aboutsummaryrefslogtreecommitdiffstats
path: root/doc/ssl/SSL_CTX_set_tmp_dh_callback.pod
blob: b754c16a86e66eaeab66df876000ffd760dd7c70 (plain) (blame)
1
2
3
4
5
6
7
8
9
10
11
12
13
14
15
16
17
18
19
20
21
22
23
24
25
26
27
28
29
30
31
32
33
34
35
36
37
38
39
40
41
42
43
44
45
46
47
48
49
50
51
52
53
54
55
56
57
58
59
60
61
62
63
64
65
66
67
68
69
70
71
72
73
74
75
76
77
78
79
80
81
82
83
84
85
86
87
88
89
90
91
92
93
94
95
96
97
98
99
100
101
102
103
104
105
106
107
108
109
110
111
112
113
114
115
116
117
118
119
120
121
122
123
124
125
126
127
128
129
130
131
132
133
134
135
136
137
138
139
140
141
142
143
144
145
146
147
148
149
=pod

=head1 NAME

SSL_CTX_set_tmp_dh_callback, SSL_CTX_set_tmp_dh, SSL_set_tmp_dh_callback, SSL_set_tmp_dh - handle DH keys for ephemeral key exchange

=head1 SYNOPSIS

 #include <openssl/ssl.h>

 void SSL_CTX_set_tmp_dh_callback(SSL_CTX *ctx,
            DH *(*tmp_dh_callback)(SSL *ssl, int is_export, int keylength));
 long SSL_CTX_set_tmp_dh(SSL_CTX *ctx, DH *dh);

 void SSL_set_tmp_dh_callback(SSL *ctx,
            DH *(*tmp_dh_callback)(SSL *ssl, int is_export, int keylength));
 long SSL_set_tmp_dh(SSL *ssl, DH *dh)

=head1 DESCRIPTION

SSL_CTX_set_tmp_dh_callback() sets the callback function for B<ctx> to be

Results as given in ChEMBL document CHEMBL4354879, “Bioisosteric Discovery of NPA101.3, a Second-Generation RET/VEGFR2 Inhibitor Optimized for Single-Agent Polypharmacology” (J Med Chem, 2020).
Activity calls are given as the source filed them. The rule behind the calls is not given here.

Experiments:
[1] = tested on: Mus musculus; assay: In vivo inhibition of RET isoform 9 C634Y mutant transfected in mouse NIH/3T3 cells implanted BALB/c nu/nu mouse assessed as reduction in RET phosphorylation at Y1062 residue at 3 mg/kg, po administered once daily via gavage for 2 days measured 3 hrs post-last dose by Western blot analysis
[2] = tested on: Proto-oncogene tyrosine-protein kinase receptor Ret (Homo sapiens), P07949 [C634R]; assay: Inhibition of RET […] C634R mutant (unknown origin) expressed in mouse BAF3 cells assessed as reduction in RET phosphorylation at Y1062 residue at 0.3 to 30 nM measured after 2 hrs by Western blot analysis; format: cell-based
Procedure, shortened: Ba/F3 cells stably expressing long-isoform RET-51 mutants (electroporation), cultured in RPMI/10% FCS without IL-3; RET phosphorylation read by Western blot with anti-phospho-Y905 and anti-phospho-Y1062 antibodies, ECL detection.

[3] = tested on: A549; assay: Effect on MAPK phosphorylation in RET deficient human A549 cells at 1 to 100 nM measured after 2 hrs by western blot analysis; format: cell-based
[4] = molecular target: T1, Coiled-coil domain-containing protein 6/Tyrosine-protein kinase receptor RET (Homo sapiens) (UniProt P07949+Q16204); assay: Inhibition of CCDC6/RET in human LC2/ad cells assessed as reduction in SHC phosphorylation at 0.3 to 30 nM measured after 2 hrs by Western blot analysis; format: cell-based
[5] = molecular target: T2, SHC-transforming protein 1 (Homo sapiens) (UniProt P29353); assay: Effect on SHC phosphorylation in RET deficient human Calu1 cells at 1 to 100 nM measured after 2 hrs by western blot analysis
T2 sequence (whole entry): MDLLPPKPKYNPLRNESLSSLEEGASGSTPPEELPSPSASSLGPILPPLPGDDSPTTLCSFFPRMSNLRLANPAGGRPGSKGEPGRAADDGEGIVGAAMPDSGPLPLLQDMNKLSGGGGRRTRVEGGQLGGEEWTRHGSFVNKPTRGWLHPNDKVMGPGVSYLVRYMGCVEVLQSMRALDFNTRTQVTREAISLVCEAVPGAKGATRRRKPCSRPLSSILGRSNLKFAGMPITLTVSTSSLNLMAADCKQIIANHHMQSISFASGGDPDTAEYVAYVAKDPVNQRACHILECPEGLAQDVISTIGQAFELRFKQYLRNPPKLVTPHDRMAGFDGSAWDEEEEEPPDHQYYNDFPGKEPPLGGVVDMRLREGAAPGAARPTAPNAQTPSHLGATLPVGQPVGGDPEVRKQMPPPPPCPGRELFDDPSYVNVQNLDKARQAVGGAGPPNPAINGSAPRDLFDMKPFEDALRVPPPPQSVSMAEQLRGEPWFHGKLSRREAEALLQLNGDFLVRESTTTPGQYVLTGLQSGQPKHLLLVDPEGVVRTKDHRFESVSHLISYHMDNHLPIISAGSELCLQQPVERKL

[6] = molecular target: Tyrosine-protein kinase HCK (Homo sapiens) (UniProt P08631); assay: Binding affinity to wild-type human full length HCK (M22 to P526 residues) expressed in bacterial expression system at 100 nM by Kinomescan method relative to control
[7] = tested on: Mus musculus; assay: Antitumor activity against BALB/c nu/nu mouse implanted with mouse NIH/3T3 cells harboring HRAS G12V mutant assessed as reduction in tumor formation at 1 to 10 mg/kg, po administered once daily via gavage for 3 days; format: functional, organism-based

used when a DH parameters are required to B<tmp_dh_callback>.
The callback is inherited by all B<ssl> objects created from B<ctx>.

SSL_CTX_set_tmp_dh() sets DH parameters to be used to be B<dh>.
The key is inherited by all B<ssl> objects created from B<ctx>.

SSL_set_tmp_dh_callback() sets the callback only for B<ssl>.

SSL_set_tmp_dh() sets the parameters only for B<ssl>.

These functions apply to SSL/TLS servers only.

=head1 NOTES

When using a cipher with RSA authentication, an ephemeral DH key exchange
can take place. Ciphers with DSA keys always use ephemeral DH keys as well.
In these cases, the session data are negotiated using the
ephemeral/temporary DH key and the key supplied and certified
by the certificate chain is only used for signing.
Anonymous ciphers (without a permanent server key) also use ephemeral DH keys.

Using ephemeral DH key exchange yields forward secrecy, as the connection
can only be decrypted, when the DH key is known. By generating a temporary
DH key inside the server application that is lost when the application
is left, it becomes impossible for an attacker to decrypt past sessions,
even if he gets hold of the normal (certified) key, as this key was
only used for signing.

In order to perform a DH key exchange the server must use a DH group
(DH parameters) and generate a DH key.
The server will always generate a new DH key during the negotiation
if either the DH parameters are supplied via callback or the
SSL_OP_SINGLE_DH_USE option of SSL_CTX_set_options(3) is set (or both).
It will  immediately create a DH key if DH parameters are supplied via
SSL_CTX_set_tmp_dh() and SSL_OP_SINGLE_DH_USE is not set.
In this case,
it may happen that a key is generated on initialization without later
being needed, while on the other hand the computer time during the
negotiation is being saved.

If "strong" primes were used to generate the DH parameters, it is not strictly
necessary to generate a new key for each handshake but it does improve forward